In a trailer for Paolo Sorrentino’s “The New Pope,” a grizzled new pontiff, played by John Malkovich, walks through the Vatican amid a bunch of male clerics while his predecessor, a winking Jude Law, strolls down a beach in a papal white Speedo amid a gaggle of female admirers.

But in spite of his head-turning promenade, Law’s character has fallen into a coma in the eight-part show, which is a a follow-up to “The Young Pope.” Two episodes of “The New Pope” are set to world premiere Sunday at the Venice Film Festival.

Writer-director Sorrentino spoke with Variety exclusively about the show, which is a Sky, HBO and Canal Plus original, produced by Wildside, Haut et Court TV and The Mediapro Studio, being distributed internationally by Fremantle.

What’s the concept?

The concept is simple. The basic idea is to latch on to the end of the first season. The pope, played by Jude Law, goes into a coma that, from a scientific standpoint, is considered irreversible and can only end up in death. So the church has to resort to a new pope, who is played by John Malkovich. But since we are in a territory where reason is overtaken by spiritual mysteries and by God, Jude Law’s coma may not be so irreversible. It may have some unexpected novelties, so that two popes can co-exist in the episodes that follow.

That brings to mind Joseph Ratzinger [Pope Benedict XVI] and Pope Francis.

It’s different from the real situation because there you have a pope who resigned [Benedict]. Here instead you have the pope played by John Malkovich [called John Paul III] and then another pope who re-emerges from a supposedly irreversible coma, which can be considered a miracle. This creates a disruption. For one billion Catholics, this reawakening can be thought of as a resurrection which within the fictional story that we are telling can lead to new and unpredictable consequences.

What else characterizes the narrative in “The New Pope”?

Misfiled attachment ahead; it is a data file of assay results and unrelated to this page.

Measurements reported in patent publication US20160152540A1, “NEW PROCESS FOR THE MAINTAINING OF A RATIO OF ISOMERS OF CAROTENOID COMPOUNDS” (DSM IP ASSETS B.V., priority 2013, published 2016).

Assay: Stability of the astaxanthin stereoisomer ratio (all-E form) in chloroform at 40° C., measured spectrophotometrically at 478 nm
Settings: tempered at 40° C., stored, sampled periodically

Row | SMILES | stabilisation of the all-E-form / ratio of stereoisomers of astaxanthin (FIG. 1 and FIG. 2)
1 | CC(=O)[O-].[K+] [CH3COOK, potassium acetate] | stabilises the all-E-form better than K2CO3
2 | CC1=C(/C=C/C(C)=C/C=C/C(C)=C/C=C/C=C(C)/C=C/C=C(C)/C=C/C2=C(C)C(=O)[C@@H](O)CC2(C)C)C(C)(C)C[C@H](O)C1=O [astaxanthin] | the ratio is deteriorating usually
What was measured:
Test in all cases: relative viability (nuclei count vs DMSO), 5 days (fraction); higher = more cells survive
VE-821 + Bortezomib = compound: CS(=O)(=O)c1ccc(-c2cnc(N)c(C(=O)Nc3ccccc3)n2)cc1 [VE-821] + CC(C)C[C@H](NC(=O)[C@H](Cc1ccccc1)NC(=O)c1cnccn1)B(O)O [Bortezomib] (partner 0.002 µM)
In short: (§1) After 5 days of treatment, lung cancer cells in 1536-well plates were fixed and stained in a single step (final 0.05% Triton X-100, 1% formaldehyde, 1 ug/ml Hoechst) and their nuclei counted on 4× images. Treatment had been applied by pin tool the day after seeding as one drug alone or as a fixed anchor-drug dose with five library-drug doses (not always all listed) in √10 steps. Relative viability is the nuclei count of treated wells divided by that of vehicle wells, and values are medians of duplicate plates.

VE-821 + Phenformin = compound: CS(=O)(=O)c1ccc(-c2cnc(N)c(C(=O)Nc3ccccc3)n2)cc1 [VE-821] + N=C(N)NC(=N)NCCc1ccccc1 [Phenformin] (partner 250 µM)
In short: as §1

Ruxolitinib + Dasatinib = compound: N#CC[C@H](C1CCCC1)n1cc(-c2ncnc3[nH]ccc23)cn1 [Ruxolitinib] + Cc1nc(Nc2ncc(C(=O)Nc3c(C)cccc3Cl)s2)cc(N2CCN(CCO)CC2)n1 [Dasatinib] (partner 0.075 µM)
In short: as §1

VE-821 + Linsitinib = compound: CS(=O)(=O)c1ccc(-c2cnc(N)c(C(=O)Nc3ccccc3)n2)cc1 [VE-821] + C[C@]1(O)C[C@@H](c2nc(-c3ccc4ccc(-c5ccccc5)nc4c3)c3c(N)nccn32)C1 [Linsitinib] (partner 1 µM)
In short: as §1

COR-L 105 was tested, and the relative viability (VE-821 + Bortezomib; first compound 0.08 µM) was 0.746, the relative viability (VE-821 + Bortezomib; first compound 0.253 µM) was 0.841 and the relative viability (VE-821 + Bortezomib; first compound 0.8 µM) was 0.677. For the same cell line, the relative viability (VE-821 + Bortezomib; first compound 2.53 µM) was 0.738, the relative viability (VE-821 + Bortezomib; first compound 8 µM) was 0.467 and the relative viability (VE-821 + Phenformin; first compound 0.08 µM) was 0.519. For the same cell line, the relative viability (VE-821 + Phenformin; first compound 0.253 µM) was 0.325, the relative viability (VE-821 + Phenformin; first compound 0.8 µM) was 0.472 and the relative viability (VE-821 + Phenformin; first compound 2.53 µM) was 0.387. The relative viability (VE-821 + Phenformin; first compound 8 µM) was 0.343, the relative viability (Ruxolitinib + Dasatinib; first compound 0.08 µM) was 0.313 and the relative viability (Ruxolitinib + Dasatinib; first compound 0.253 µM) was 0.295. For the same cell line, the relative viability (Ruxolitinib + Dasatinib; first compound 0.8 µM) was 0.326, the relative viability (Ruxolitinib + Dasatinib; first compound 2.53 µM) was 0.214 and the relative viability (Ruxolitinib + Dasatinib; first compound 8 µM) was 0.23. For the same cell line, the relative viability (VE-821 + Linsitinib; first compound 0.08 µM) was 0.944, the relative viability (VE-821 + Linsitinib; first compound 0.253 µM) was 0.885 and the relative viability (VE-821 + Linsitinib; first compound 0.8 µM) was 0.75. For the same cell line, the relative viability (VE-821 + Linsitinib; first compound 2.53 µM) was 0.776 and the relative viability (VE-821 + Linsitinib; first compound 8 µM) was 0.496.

While the first season had a spiritual dimension – and we also had to introduce the characters – this time around we were able to focus more on plot lines and events. So there are more references to current events; there is constant stream of current-events references, in particular to potential forms of ideological fanaticism that can have negative repercussions on the church.

Sounds like you are trying to say something about the dangers of religious fanaticism.

The series tries to take a broad approach to the topic of religious fanaticism, which is usually associated with recent acts of Muslim terrorism. But it’s actually not just limited to that. I see the Vatican as a thermometer of all the potentially explosive forms of fanaticism. In the current political climate where everything is possible…with the sudden rise of leaders who have unexpected followings, it’s not just about Islamic terrorism. Forms of fanaticism can also be found within a Catholic context….So we are trying to look ahead – not at what what we know, but at what could take place.

Talk to me about working with John Malkovich.

He came to visit me at my country home, and after we spent some time together, I started shaping this pope’s character on my intuitions about Malkovich. He’s perfect for this part because he’s as mysterious as the Vatican, but has this innate elegance which I immediately tried to capture.

And working with Malkovich and Jude Law. How was that? Must have been fun.

The fun thing is that John is American, but he plays a British pope, while Jude is a Brit and he plays an American pope. Regarding the interaction between them, they always seemed to be having a really good time spending time together. And they had a lot of fun acting together, as often happens between high-caliber actors.

I know you did a Venice shoot. What can you tell me about that? 

The seventh episode is almost entirely set in Venice, in a palazzo where Jude Law spends time with a family. Just like in the first season, there is a digression [in Episode 7] where we go off track, away from the dynamics of the Vatican. A sort of vacation – a breath of fresh air, you could call it – set in Venice.

There is also the Venice Lido beach in this episode. Could this somehow be a homage to the festival?

It’s true there is a Venice beach scene, but I would not call it a homage. Since I’ve been to the Venice Film Festival many times, the only beach I knew was the one in front of the Hotel Excelsior. So we shot it there….It’s a beautiful beach that in winter seems abandoned, which was perfect for me, since I wanted a melancholic atmosphere which has nothing to do with the joyous festival vibe.

Cigarettes sort of played a part in the first season. Do they also in this installment? If so, how autobiographical is this element?

It’s something very autobiographical. Totally going against the grain and dominant ideology according to which cigarettes are considered satanic – and, from a medical standpoint, there is no doubt that they are – I can’t deny that from a psychological standpoint for some fragile people, and I am one of them, tobacco is a comfort. A sort of maternal crib that one can retreat to, even at the age of 50, because we all want to be in the crib. And tobacco gives you that illusion….Psychologically, having the possibility to retreat into the crib gives comfort.